45 reviews

Year of Wonders
by Geraldine Brooks

Published: 2002-04-30
Kindle Edition : 323 pages
117 members reading this now
139 clubs reading this now
77 members have read this book
Recommended to book clubs by 43 of 45 members
An unforgettable tale of a brave young woman during the plague in 17th century England from the author The Secret Chord and of March, winner of the Pulitzer Prize. 

When an infected bolt of cloth carries plague from London to an isolated village, a housemaid named Anna Frith emerges as ...
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An unforgettable tale of a brave young woman during the plague in 17th century England from the author The Secret Chord and of March, winner of the Pulitzer Prize. 

When an infected bolt of cloth carries plague from London to an isolated village, a housemaid named Anna Frith emerges as an unlikely heroine and healer. Through Anna's eyes we follow the story of the fateful year of 1666, as she and her fellow villagers confront the spread of disease and superstition. As death reaches into every household and villagers turn from prayers to murderous witch-hunting, Anna must find the strength to confront the disintegration of her community and the lure of illicit love. As she struggles to survive and grow, a year of catastrophe becomes instead annus mirabilis, a "year of wonders."

Inspired by the true story of Eyam, a village in the rugged hill country of England, Year of Wonders is a richly detailed evocation of a singular moment in history. Written with stunning emotional intelligence and introducing "an inspiring heroine" (The Wall Street Journal), Brooks blends love and learning, loss and renewal into a spellbinding and unforgettable read.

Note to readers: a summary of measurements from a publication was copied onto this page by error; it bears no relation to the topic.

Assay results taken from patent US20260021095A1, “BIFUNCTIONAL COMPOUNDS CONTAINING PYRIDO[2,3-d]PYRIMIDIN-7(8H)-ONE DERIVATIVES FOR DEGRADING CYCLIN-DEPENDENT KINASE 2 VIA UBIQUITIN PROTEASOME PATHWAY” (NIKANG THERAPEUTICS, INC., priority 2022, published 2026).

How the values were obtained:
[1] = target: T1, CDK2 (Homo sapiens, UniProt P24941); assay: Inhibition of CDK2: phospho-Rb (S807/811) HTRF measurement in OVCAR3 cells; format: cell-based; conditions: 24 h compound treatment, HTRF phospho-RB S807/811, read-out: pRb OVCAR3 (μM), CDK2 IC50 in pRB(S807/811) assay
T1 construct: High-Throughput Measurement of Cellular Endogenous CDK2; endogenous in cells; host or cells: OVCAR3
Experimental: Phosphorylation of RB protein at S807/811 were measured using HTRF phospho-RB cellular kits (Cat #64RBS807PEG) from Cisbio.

Editorial Review

Geraldine Brooks's Year of Wonders describes the 17th-century plague that is carried from London to a small Derbyshire village by an itinerant tailor. As villagers begin, one by one, to die, the rest face a choice: do they flee their village in hope of outrunning the plague or do they stay? The lord of the manor and his family pack up and leave. The rector, Michael Mompellion, argues forcefully that the villagers should stay put, isolate themselves from neighboring towns and villages, and prevent the contagion from spreading. His oratory wins the day and the village turns in on itself. Cocooned from the outside world and ravaged by the disease, its inhabitants struggle to retain their humanity in the face of the disaster. The narrator, the young widow Anna Frith, is one of the few who succeeds. With Mompellion and his wife, Elinor, she tends to the dying and battles to prevent her fellow villagers from descending into drink, violence, and superstition. All is complicated by the intense, inexpressible feelings she develops for both the rector and his wife. Year of Wonders sometimes seems anachronistic as historical fiction; Anna and Mompellion occasionally appear to be modern sensibilities unaccountably transferred to 17th-century Derbyshire. However, there is no mistaking the power of Brooks's imagination or the skill with which she constructs her story of ordinary people struggling to cope with extraordinary circumstances. --Nick Rennison, Amazon.co.uk


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Discussion Questions

Discussion Questions from the Publisher's Reading Guide:

1. All of the characters in this novel have their failings and as a result they are all fully human. Are you surprised by the secrets Elinor and Michael Mompellion each reveal to Anna about their marriage? How do they change your feelings about each character? Do they make either seem weaker in a way?